Virtually none of the naval forces that came into the Middle East had operated in the Central Command region before. They expected to get the kind of intelligence support they were used to getting from the FOSIFs and FICs. They were unhappy when they didn't get it. Unfortunately, with the technology of the era, there was not enough time to stand up a new FOSIF before the war started. Some of the carrier battlegroups, particularly Theodore Roosevelt and Ranger, accepted this sad state of affairs with stoicism and actually found ways to be pretty self-reliant. A couple other battlegroups whined liked a bunch of helpless baby seals, blaming NAVCENT for everything that was wrong with the CENTCOM theater architecture. We did the best we could, considering we had to do it all from scratch.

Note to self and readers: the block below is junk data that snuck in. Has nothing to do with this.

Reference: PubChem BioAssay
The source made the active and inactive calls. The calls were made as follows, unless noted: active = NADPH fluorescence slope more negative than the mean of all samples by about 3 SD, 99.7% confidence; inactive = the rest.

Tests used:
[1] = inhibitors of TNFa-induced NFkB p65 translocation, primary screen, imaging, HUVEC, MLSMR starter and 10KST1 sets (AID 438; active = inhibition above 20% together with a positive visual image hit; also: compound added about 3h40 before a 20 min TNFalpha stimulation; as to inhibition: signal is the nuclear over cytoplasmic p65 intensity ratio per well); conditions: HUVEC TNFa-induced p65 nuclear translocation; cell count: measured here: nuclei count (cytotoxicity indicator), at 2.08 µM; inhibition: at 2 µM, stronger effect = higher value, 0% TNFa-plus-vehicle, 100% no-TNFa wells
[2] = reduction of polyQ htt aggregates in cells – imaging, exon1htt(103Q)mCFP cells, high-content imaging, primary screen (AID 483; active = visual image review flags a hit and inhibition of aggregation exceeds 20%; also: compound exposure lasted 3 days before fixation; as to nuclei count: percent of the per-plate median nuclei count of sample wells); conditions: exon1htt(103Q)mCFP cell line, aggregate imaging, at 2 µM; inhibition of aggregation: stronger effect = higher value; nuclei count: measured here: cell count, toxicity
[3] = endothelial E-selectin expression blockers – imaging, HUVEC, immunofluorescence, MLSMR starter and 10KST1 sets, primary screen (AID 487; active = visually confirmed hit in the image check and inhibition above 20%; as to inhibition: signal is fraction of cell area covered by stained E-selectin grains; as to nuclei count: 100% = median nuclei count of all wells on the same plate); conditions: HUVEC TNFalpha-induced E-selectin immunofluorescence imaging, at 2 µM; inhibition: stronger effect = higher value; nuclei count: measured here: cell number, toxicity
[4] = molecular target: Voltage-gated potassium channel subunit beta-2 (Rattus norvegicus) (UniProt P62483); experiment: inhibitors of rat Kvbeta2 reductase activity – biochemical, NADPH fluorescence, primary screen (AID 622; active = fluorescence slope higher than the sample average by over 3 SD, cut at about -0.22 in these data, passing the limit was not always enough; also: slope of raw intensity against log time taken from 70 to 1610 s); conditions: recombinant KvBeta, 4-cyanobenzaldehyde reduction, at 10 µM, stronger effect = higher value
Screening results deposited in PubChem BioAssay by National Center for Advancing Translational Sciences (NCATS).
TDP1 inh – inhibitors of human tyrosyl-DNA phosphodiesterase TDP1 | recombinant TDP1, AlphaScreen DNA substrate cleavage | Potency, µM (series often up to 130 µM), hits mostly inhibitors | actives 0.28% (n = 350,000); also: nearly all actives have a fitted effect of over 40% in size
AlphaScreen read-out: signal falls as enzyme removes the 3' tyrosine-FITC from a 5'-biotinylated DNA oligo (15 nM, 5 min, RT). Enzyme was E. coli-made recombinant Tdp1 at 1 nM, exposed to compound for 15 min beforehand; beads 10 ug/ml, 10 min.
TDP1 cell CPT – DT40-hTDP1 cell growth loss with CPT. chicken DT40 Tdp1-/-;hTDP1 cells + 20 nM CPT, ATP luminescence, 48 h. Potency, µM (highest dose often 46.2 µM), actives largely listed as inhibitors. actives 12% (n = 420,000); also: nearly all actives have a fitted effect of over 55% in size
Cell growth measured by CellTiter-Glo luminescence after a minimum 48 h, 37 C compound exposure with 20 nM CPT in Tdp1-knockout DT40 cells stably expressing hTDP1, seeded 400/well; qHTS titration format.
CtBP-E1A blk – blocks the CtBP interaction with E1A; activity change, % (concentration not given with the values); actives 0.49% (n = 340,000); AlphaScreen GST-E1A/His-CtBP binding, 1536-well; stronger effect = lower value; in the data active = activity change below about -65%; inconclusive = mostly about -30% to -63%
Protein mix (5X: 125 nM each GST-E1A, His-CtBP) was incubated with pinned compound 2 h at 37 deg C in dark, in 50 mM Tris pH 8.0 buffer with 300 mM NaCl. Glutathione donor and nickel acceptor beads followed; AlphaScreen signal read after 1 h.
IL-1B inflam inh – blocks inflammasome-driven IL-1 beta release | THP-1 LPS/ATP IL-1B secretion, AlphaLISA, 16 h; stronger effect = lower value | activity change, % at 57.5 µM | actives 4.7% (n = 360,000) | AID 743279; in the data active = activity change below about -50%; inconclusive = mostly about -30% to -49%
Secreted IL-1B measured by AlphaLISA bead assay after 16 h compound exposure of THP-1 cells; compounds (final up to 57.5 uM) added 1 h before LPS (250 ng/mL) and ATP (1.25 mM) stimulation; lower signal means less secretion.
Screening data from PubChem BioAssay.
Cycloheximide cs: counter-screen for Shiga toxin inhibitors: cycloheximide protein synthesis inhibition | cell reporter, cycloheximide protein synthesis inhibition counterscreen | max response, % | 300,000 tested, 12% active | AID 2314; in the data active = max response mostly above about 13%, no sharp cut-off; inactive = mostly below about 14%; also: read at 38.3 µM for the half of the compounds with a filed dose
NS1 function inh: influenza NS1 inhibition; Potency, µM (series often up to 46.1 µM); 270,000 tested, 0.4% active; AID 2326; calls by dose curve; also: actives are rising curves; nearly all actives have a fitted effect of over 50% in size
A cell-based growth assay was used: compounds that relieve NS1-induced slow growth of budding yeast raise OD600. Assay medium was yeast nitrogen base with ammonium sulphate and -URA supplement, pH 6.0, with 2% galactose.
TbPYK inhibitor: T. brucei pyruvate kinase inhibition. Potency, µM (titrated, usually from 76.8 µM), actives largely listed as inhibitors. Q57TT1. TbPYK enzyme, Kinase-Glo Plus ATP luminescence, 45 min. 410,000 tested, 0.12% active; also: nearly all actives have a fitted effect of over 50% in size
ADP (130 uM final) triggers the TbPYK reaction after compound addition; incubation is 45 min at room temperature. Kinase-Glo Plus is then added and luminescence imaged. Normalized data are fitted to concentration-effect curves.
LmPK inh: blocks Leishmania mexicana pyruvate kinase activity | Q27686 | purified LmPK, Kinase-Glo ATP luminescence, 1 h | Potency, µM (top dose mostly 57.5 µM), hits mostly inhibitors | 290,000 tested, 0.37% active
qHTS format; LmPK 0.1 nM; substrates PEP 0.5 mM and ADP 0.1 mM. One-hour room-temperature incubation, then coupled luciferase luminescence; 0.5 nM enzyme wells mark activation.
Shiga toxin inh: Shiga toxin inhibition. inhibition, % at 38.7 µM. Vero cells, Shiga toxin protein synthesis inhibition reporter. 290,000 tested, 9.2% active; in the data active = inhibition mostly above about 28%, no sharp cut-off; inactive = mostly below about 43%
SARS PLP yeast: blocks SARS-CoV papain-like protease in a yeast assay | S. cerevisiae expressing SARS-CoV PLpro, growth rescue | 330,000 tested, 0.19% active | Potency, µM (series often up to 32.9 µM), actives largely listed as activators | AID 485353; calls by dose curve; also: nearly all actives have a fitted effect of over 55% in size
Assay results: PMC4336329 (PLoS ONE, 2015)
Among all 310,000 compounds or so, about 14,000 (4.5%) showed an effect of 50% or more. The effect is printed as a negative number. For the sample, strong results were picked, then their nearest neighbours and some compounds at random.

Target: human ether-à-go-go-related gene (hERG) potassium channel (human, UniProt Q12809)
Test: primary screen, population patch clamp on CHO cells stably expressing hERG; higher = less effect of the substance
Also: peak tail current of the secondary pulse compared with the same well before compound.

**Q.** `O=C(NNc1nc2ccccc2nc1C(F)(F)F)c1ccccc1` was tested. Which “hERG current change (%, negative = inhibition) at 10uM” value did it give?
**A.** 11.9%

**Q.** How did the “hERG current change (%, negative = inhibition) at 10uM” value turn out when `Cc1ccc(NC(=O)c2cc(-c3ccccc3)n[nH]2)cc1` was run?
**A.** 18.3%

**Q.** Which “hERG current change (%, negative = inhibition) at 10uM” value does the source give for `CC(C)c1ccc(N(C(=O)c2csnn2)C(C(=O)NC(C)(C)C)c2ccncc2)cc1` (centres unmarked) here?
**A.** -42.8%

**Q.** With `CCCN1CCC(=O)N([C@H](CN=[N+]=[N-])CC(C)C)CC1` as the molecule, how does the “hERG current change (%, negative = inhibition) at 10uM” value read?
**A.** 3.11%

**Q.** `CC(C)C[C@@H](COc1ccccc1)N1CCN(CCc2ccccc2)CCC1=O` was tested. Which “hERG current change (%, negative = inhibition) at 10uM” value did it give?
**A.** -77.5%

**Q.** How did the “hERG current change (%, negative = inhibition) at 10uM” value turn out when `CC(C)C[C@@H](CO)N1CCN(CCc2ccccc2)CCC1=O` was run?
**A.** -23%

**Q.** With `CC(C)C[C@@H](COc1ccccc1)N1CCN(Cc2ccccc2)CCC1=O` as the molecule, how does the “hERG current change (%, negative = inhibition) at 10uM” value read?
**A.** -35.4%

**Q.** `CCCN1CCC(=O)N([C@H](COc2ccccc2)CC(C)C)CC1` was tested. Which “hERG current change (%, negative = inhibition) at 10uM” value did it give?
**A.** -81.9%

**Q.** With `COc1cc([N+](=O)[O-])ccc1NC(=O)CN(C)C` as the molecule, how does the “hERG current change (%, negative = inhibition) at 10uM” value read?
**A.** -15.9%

We also did our utmost to respond to dozens of “requests for information” submitted by the carrier battlegroups and amphibious groups, although a number of RFIs submitted (especially from the baby seal battlegroups) proved the adage that, yes, there is such a thing as a stupid question. I remember one testy exchange over an RFI that was a laundry list of highly detailed and technical questions about lubricants used by the Iraqi Air Force. It would take a lot of time and work to get the answers (and I had little time and a lot of work). I understood the rationale for the question. Although Iraq was an oil exporting country, it had to import the high-end refined products like lubricants for precision parts in jet engines. In theory, cutting off the supply of lubricants would eventually ground the Iraqi Air Force. The fallacy of the theory was that Iraq had such huge stockpiles of all manner of war supplies, and the amount of this kind of lubricant required was relatively small and could easily be smuggled into Iraq over land. It would take years for this strategy to have effect. The battlegroup didn't like my response and persisted in wanting the answers to the full list of questions. I suggested they could make better use of their time (and mine) by focusing their effort on tracking the SA-6 batteries that would be shooting at their aircraft in the next month, and I put the RFI at the bottom of my “hold” pile.